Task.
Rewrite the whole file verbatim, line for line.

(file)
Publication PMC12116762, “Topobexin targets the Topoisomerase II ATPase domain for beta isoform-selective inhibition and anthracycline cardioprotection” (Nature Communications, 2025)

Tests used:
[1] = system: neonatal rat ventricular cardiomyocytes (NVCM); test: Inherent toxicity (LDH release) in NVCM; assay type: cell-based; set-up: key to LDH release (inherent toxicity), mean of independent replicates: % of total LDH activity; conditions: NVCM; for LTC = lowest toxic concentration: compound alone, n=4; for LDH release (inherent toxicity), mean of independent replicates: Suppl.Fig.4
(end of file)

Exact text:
Publication PMC12116762, “Topobexin targets the Topoisomerase II ATPase domain for beta isoform-selective inhibition and anthracycline cardioprotection” (Nature Communications, 2025)

Tests used:
[1] = system: neonatal rat ventricular cardiomyocytes (NVCM); test: Inherent toxicity (LDH release) in NVCM; assay type: cell-based; set-up: key to LDH release (inherent toxicity), mean of independent replicates: % of total LDH activity; conditions: NVCM; for LTC = lowest toxic concentration: compound alone, n=4; for LDH release (inherent toxicity), mean of independent replicates: Suppl.Fig.4